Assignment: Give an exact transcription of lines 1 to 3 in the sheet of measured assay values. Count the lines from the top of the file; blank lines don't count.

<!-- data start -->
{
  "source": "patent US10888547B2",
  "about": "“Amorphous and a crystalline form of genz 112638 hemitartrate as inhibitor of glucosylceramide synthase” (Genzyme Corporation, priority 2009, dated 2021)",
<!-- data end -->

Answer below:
{
  "source": "patent US10888547B2",
  "about": "“Amorphous and a crystalline form of genz 112638 hemitartrate as inhibitor of glucosylceramide synthase” (Genzyme Corporation, priority 2009, dated 2021)",